A strange land

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By Indranie Deolal

The abrupt conclusion of Guyana’s prolonged election crisis evolved swiftly last Sunday, with the swearing-in of the ninth executive president Mohamed Irfaan Ali, 40, the country’s first Muslim head of State.

Coincidentally, his appointment came during the most important Islamic religious feast of Eid-ul-Adha, celebrated as a commemoration of one man’s willingness to sacrifice everything for God.

That we have reached the end exhausted, relieved and this far, peacefully, is due to the sacrifices of many people across numerous divides and from different backgrounds, inside and out of Guyana, such as the late former Barbadian prime minister, Owen Arthur who passed away from heart complications last month. He repeatedly spoke out, passionately joining those who displayed dignity and determination, during the last five unprecedented months, in seeking to ensure that this multicultural society did not slip back into shameless vote-rigging, absolute anarchy and another indefinite dictatorship.

Regardless of which political party we support, our fledgling democracy and the will of the majority of voters have prevailed. If each generation must win democracy for itself, then we also owe much to the countless concerned, courageous young people and energetic activists, including from the newest, small parties, who toiled as polling day workers, the all-night guardians of the shipping containers with the more than 2000 ballot boxes, and as ever-vigilant scrutineers of the CARICOM-observed recount.

President Ali has reached the highest office in the land backed with abundant goodwill and with much expected, that it must not be government as usual for a few. Dismissed as “a puppet” when he was announced as the shock presidential candidate of the then opposition People’s Progressive Party/Civic (PPP/C) in secret balloting, Ali had defeated Anil Nandlall, who he re-appointed to the post of attorney general on Sunday, immediately after becoming president.

He had said then in early 2019, “Over the last 20 years, I have served my party at regional and national levels. My work with the (PPP’s) Progressive Youth Organization (PYO), since 1992, has given me a unique perspective of the challenges facing our youths and the opportunities that exist to enable them to actively participate in the governance of our country and being part of the solution. My party’s decision to select me, as a young person, is testimony to our commitment to not only talk the talk about youth leaders but actively facilitate this.”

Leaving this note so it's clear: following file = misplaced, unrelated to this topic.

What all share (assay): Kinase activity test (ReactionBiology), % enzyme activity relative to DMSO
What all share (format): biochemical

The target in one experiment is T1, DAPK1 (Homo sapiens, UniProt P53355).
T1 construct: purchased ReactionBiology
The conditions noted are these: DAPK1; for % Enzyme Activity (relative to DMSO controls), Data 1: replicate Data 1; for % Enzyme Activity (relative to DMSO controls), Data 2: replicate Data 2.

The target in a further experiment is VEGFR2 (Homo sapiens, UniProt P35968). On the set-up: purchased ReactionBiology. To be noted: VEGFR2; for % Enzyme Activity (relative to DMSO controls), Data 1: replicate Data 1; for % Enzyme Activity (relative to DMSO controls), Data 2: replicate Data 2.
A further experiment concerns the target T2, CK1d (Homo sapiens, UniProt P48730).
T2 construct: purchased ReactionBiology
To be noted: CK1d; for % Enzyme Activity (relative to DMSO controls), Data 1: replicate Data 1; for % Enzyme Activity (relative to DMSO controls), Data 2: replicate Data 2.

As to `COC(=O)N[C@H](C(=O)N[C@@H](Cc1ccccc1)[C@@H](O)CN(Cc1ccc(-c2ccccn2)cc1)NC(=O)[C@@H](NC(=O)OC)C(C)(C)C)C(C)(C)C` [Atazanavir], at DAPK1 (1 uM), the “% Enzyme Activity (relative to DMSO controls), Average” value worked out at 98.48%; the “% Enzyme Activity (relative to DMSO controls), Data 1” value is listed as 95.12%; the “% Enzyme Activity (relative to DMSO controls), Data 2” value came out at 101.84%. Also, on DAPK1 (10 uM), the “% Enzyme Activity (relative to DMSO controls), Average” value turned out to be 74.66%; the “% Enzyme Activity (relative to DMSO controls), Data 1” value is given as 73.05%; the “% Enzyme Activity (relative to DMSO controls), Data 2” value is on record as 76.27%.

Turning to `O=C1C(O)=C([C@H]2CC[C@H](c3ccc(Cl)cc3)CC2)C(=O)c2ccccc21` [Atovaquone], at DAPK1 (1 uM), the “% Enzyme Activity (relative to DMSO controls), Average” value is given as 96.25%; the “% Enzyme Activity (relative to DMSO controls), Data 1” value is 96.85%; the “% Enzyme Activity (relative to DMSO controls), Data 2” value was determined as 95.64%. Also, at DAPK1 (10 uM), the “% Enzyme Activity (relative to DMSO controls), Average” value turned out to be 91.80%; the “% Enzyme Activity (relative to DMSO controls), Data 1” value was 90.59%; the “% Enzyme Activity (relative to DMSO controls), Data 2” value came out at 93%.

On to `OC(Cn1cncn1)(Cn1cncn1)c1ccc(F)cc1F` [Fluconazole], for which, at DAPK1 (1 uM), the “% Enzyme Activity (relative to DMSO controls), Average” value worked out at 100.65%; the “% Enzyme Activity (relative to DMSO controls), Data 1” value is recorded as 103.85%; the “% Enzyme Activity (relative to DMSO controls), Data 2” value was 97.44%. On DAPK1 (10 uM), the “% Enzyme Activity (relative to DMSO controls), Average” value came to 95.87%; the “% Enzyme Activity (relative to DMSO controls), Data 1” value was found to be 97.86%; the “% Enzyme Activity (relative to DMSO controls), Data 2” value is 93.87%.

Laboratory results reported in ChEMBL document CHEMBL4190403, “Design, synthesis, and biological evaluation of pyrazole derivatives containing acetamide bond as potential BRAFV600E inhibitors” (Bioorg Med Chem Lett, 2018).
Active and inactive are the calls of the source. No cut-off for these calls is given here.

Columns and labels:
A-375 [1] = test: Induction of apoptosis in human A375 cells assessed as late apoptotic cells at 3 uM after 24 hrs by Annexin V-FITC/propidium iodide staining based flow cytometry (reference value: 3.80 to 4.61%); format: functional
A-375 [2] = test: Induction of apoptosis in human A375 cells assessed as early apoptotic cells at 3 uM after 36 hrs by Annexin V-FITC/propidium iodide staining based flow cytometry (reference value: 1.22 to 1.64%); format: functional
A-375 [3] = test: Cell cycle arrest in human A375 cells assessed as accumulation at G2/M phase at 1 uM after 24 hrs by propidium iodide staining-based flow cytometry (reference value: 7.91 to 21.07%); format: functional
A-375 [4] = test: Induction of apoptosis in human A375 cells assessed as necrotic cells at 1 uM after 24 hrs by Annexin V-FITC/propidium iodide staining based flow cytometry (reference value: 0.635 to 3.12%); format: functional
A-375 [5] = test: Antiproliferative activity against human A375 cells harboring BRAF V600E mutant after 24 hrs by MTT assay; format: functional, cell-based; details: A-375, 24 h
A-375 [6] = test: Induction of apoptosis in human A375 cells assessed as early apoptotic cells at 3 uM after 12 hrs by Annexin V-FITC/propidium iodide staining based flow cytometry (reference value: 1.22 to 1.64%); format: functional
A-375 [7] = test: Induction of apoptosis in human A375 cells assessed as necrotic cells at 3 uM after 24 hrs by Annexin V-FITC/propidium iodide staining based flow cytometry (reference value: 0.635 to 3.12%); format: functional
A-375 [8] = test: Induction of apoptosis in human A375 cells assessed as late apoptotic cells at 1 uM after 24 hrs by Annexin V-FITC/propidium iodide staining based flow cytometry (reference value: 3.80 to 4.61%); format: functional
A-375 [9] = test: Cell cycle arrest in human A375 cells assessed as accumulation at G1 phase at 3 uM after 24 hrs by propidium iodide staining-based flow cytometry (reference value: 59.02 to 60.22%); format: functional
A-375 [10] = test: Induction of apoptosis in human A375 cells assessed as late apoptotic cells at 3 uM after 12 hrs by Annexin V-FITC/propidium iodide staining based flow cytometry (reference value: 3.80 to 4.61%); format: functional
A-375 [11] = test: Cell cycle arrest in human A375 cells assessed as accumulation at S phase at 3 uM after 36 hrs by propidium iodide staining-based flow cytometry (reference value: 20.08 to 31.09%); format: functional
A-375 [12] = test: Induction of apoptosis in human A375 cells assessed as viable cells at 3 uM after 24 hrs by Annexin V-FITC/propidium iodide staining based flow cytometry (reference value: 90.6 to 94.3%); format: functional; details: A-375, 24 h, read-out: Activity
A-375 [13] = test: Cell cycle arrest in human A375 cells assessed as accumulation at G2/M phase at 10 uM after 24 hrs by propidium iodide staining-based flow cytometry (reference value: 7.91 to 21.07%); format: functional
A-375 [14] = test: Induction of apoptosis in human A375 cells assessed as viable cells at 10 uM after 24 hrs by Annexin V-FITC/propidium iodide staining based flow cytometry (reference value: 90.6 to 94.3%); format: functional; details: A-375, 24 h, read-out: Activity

The three candidates who withdrew from that contest, Gail Teixeira, Vindhya Persaud and Dr Frank Anthony are among the other old-timers and loyalists retained in president Ali’s large, mixed Cabinet announced this week, with Dr Anthony, appointed the minister of health, to help manage Guyana’s response to the greatest current threat, the COVID pandemic with the sharp increase in local cases and fatalities.

Featuring seven women, and many young faces under 45 years-old, president Ali’s Cabinet includes several surprises, maybe the greatest being the newcomer, Vickram Bharrat a former teacher, technical officer and project manager, set to manage the key natural resources ministry, although it is still unclear who will be ultimately responsible in the incoming administration for the profitable petroleum sector and looking after Guyana’s much-anticipated expanding oil wealth. Bharrat was chosen ahead of Charles Ramson Jr with a Masters in Oil and Gas Enterprise Management, who was instead put in charge of the ministry of culture, youth and sport. Polarising figures like Kwame McKoy and Nigel Dharamlall, are back.

Former Army Chief of Staff, Mark Phillips was also sworn in as prime minister, while president Ali identified former opposition leader Bharrat Jagdeo, as his vice president. It remains to be seen whether president Ali can ever escape the spreading shadow of this experienced politician and kingmaker who controlled presidential office from 1999 to 2011, cursed with outright excesses and abuses, and who, critics and cynics have long sniggered, will be the real power behind the local throne. An amendment to the Constitution which set the presidential limit at two terms was upheld in 2018 by the Caribbean Court of Justice (CCJ) preventing the shrewd Jagdeo, now 57, from officially seeking the presidency again.